What is an ACHLMA?
An Aboriginal Cultural Heritage Land Management Agreement (ACHLMA) is a voluntary agreement between a Registered Aboriginal (RAP) and a ‘public land manager’ (PLM).
An ACHLMA provides a mutually agreed framework for protecting and managing Aboriginal cultural heritage during ongoing, routine land management activities within a RAP area.
ACHLMAs document the approach taken to manage Aboriginal cultural heritage by setting out the results of a cultural heritage assessment and mutually agreed measures on how Aboriginal cultural heritage will be protected and managed during land management activities within a specified Agreement Area, over a specified period of time.
- Guide to developing and negotiating an Aboriginal Cultural Heritage Land Management Agreement - online version
Who can enter into an ACHLMA?
A and a ‘public land manager,' is defined by the Aboriginal Heritage Act 2006 (the Act) as:
- a committee of management
- the Secretary to the Department of Environment, Land, Water and Planning
- a municipal council
- Parks Victoria
- a water authority
What does an ACHLMA look like?
An ACHLMA must be prepared in accordance with the prescribed standards, as set out in the Aboriginal Heritage Regulations 2018 (the Regulations) and include all the information set out in Schedule 4 of the Regulations. An ACHLMA must also be in the approved form:
The main parts of an ACHLMA are described below.
Parties to the ACHLMA
The name of the public land manager and .
Find the location of each using the Online map . Select the Layers button on the toolbar above the map and then select the checkbox next to Appointed .
A notice of intention to enter into an ACHLMA can only be submitted by the relevant RAP.
- A description of the extent of the area to be covered by the ACHLMA.
- Map(s), indicating the boundaries of the agreement area and the location of the agreement area in the regional context.
- The natural features of and salient prominent structures and infrastructure in the agreement area.
Land management activities
A list of land management activities permissible under the ACHLMA and a description for:
- the activity, including its nature and extent
- permissible ancillary works associated with the activity
- the likely impact on the land of the activity and any associated ancillary works
Aboriginal cultural heritage assessment
- The method of and persons involved in the assessment(s) of the agreement area.
- A summary of any information provided by the or other person about the Aboriginal cultural heritage.
- Details any obstacles encountered in completing the assessment.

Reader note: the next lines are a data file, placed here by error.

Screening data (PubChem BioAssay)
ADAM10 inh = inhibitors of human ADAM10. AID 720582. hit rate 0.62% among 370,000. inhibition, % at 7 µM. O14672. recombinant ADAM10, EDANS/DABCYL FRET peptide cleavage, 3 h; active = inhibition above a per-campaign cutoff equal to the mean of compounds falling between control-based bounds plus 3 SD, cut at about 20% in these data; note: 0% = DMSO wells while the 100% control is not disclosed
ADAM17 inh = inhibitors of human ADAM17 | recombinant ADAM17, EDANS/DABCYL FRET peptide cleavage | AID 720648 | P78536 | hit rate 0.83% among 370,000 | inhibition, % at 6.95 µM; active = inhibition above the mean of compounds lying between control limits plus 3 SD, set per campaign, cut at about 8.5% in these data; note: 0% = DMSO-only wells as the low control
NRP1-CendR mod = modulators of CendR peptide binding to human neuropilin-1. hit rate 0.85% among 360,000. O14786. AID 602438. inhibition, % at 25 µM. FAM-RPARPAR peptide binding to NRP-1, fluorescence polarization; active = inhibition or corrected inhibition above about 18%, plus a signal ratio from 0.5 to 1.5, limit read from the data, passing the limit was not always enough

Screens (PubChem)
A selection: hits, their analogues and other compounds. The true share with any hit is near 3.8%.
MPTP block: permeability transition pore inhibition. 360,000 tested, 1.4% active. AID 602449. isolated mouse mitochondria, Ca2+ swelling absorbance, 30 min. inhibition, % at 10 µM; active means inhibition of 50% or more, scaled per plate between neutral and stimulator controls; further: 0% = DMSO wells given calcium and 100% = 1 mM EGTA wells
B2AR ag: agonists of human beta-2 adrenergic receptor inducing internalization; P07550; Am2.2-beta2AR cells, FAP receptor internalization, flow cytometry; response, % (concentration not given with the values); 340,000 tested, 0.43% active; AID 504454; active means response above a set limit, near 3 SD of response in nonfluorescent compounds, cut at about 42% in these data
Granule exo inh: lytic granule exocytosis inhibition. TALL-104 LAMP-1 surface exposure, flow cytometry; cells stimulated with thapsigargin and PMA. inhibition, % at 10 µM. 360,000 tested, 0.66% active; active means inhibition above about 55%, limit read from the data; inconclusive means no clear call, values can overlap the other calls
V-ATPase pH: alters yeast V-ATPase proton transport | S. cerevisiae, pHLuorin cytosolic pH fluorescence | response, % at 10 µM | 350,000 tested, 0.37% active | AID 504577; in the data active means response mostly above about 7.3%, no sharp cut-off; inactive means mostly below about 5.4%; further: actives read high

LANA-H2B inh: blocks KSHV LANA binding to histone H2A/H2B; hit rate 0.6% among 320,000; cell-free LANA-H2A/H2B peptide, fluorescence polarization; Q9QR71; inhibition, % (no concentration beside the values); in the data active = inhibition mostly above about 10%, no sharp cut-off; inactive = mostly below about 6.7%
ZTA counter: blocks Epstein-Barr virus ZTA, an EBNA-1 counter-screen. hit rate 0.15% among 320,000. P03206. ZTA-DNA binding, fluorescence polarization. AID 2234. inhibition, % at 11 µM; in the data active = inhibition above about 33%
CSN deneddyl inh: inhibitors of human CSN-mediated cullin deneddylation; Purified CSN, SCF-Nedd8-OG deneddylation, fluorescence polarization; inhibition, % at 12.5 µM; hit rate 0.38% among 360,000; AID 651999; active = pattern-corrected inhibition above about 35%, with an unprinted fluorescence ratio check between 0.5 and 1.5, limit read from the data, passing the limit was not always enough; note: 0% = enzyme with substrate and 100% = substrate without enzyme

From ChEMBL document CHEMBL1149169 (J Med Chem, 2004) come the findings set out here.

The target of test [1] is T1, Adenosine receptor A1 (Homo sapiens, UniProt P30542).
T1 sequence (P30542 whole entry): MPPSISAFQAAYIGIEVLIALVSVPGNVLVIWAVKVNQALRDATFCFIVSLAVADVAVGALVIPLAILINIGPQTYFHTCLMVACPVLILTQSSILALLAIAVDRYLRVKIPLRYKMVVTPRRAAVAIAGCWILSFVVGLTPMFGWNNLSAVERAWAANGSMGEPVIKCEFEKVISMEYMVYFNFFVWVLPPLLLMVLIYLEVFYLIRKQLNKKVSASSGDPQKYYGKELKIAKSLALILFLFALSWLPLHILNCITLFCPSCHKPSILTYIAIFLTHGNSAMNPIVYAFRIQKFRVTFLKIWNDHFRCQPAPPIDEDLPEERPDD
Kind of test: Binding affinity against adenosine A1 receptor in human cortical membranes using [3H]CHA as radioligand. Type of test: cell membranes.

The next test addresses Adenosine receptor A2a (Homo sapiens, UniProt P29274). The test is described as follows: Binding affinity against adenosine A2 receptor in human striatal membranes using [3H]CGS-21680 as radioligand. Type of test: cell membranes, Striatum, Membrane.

- A detailed description of the Aboriginal cultural heritage in the Agreement area, including the Victorian Aboriginal Heritage numbers.
- A map(s) of the agreement area which show the location of that Aboriginal cultural heritage.
- A statement of the cultural heritage significance of the Aboriginal cultural heritage.
What conditions may be included in an ACHLMA?
An ACHLMA must outline the approach and conditions for Aboriginal cultural heritage management in the agreement area. The cultural heritage management approach is negotiated between the parties, and might be based on the nature of the land management activity and/or the nature of the Aboriginal cultural heritage.
The following conditions must be incorporated into an ACHLMA:
- Any payments required to be made by the public land manager to the .
- Any cultural heritage management actions required to be undertaken by the public land manager or any other person subject to the ACHLMA.
- Any consultation that must be undertaken by the public land manager with the .
- Any other conditions agreed between the parties to the ACHLMA.
When is the ACHLMA ready?
It is the responsibility of the public land manager to lodge a copies of the following documents within 14 days of entering the agreement:
- all relevant documentation (including any site records, photographs, maps and plans
- the agreement with the Secretary, Department of Premier and Cabinet
Is there a time limit on how long an ACHLMA is valid?
No. As long as the details of when and how it comes into effect and when and how it ends is specified in the ACHLMA.
It is recommended that provisions for reviews of the ACHLMA on a regular basis are documented in the agreement.
An ACHLMA may be amended, but a Notice of intention to amend an ACHLMA must first be lodged by the , as if a new ACHLMA was being prepared.
Reviewed 24 February 2022